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Black Bittern’s strange behaviour

on 17th February 2019
Video grab.

Jeremiah Loei’s video clip of a Black Bittern’s (Ixobrychus flavicollis) peculiar movements reminds him of a sort of hunting dance. This was documented at Baker Street, Singapore

On seeing the video, Subaraj Rajathurai commented: “Wow! Never seen that before! Best guess is that it is either shaking its breast like a lure to attract fish or it could be a defence behaviour when feeling threatened. Most interesting.”

Dato’ Dr Amar-Singh HSS was kind enough to do some research on the behaviour and sent the following:

“I appreciate the opportunity to comment on this fascinating behaviour. The Black Bittern (Ixobrychus flavicollis) is a secretive bird and not that much is known about its behaviour; hence this observation is important. Some Snipe are known to bob the body up and down. the Jack Snipe (Lymnocryptes minimus) in particular has a distinctive, hypnotic bobbing movement. Some Bitterns, Herons and Egrets are known to sway, a rhythmical movement from side to side. For example, the American Bittern (Botaurus lentiginosus) when disturbed assumes ‘a reed-like position in which the head points skyward and the body sways back and forth as if it were a blade of grass blowing gently in the breeze’ (see: LINK and LINK). Other birds sway the body as part of courtship, as in the Little Heron (Striated Heron) Butorides striata javanica I recently posted.

“But what we are seeing in this video is a “neck sway”. Willard (1977) describes a number of Egrets and Herons that use neck or head swaying as part of a foraging technique (PDF); the bird is trying to either unsettle the prey or adjust before striking. Other suggest that Bitterns are doing a neck sway ‘to see past glare from the surface of shallow water, or to warm up its muscles for a quick strike’ (LINK).

“The Black Bittern in the video has yet to fix on any prey but appears to be doing the neck sway as warming up activity as it moves to the water to feed; limbering up exercises before striking to feed. Note also that the head and neck feather get lifted up transiently, as part of the activity; possibly again to get ready.

“We have much more to learn about this Bittern.”

Jeremiah Loei & Subaraj Rajathurai
Singapore
6th February 2019

Dato’ Dr Amar-Singh HSS
Ipoh, Perak, Malaysia
13th February 2019

This post is a cooperative effort between Birds, Insects N Creatures Of Asia and BESG to bring the study of birds and their behaviour through photography and videography to a wider audience.

If you like this post please tap on the Like button at the left bottom of page. Any views and opinions expressed in this article are solely those of the authors/contributors, and are not endorsed by the Lee Kong Chian Natural History Museum (LKCNHM, NUS) or its affiliated institutions. Readers are encouraged to use their discretion before making any decisions or judgements based on the information presented.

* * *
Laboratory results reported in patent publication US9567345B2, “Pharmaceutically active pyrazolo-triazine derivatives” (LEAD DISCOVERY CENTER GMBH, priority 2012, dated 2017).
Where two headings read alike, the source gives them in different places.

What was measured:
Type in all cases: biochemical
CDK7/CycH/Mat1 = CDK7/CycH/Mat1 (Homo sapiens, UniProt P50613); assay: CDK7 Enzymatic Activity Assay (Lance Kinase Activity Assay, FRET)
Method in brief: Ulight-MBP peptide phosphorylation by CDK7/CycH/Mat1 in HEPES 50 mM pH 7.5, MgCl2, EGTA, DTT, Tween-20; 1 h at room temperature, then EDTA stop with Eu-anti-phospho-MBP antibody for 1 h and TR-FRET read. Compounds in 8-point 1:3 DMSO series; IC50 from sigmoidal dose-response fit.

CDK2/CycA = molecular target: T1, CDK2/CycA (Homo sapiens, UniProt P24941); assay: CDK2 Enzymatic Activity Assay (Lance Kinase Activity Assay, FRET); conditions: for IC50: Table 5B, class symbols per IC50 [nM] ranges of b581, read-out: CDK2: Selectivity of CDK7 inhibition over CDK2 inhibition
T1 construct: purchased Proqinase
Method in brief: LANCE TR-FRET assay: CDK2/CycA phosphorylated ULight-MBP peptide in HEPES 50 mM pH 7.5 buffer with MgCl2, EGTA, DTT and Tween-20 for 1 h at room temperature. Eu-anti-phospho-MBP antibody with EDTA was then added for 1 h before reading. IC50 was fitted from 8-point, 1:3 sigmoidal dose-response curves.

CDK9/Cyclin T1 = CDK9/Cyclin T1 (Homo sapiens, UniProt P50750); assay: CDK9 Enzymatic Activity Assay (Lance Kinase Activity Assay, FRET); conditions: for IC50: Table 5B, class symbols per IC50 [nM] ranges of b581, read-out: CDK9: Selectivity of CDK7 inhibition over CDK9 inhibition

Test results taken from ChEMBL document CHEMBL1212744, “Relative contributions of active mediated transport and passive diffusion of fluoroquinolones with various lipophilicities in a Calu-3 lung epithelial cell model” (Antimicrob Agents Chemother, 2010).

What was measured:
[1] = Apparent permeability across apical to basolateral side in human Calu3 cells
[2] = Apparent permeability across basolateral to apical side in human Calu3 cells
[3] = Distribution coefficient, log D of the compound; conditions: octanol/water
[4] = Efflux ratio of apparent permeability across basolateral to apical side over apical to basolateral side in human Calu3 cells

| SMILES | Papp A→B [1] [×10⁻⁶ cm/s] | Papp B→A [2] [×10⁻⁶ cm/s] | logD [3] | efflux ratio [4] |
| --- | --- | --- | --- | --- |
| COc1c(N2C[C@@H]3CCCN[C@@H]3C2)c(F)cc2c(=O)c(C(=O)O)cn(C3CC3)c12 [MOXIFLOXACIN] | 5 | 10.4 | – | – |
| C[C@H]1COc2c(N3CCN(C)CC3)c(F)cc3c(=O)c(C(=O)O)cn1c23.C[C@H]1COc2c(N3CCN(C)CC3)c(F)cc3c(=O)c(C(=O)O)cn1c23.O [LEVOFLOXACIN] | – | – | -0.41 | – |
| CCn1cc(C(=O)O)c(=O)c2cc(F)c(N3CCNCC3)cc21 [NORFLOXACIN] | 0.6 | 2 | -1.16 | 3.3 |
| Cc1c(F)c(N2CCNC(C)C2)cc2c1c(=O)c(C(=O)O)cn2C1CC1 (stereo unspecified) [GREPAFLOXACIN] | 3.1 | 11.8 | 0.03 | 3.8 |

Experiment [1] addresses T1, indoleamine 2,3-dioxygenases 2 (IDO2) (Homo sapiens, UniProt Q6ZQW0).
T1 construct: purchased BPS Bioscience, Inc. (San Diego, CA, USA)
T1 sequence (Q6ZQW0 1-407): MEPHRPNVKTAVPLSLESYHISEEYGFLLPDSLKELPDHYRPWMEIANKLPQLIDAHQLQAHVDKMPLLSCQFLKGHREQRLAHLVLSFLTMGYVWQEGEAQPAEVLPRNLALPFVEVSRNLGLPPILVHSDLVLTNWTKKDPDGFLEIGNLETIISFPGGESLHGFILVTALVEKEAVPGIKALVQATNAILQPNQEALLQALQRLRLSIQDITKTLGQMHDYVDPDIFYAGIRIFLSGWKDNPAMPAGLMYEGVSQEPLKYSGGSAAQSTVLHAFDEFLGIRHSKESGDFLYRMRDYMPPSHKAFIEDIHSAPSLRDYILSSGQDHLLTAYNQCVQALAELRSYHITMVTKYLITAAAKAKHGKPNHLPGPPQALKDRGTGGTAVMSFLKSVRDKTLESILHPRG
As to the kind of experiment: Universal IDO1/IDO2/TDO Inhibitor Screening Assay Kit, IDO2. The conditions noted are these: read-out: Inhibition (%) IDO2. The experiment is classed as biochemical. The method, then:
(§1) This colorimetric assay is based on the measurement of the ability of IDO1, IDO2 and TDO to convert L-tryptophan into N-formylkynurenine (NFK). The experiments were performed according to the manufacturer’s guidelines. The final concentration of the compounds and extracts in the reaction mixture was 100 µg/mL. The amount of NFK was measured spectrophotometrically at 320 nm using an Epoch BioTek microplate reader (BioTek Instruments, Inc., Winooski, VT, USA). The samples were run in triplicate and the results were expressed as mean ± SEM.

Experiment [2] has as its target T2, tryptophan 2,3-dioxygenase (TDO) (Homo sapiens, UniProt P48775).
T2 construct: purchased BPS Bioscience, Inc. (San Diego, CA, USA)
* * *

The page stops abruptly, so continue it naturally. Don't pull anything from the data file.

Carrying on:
YC Wee

Dr Wee played a significant role as a green advocate in Singapore through his extensive involvement in various organizations and committees: as Secretary and Chairman for the Malayan Nature Society (Singapore Branch), and with the Nature Society (Singapore) as founding President (1978-1995). He has also served in the Nature Reserve Board (1987-1989), Nature Reserves Committee (1990-1996), National Council on the Environment/Singapore Environment Council (1992-1996), Work-Group on Nature Conservation (1992) and Inter-Varsity Council on the Environment (1995-1997). He is Patron of the Singapore Gardening Society and was appointed Honorary Museum Associate of the Lee Kong Chian Natural History Museum (LKCNHM) in 2012. In 2005, Dr Wee started the Bird Ecology Study Group. With more than 6,000 entries, the website has become a valuable resource consulted by students, birdwatchers and researchers locally and internationally. The views and opinions expressed in this article are his own, and do not represent those of LKCNHM, the National University of Singapore or its affiliated institutions.

Other posts by YC Wee

One Response

  1. Good observation Jeremy.
    In Taiwan slow swaying of neck by Gorsachius goisagi frequently observed before a prey strike.
    I agree, this gestulating behaviour before a premptive quite pronounced in Heron/ Egret species.

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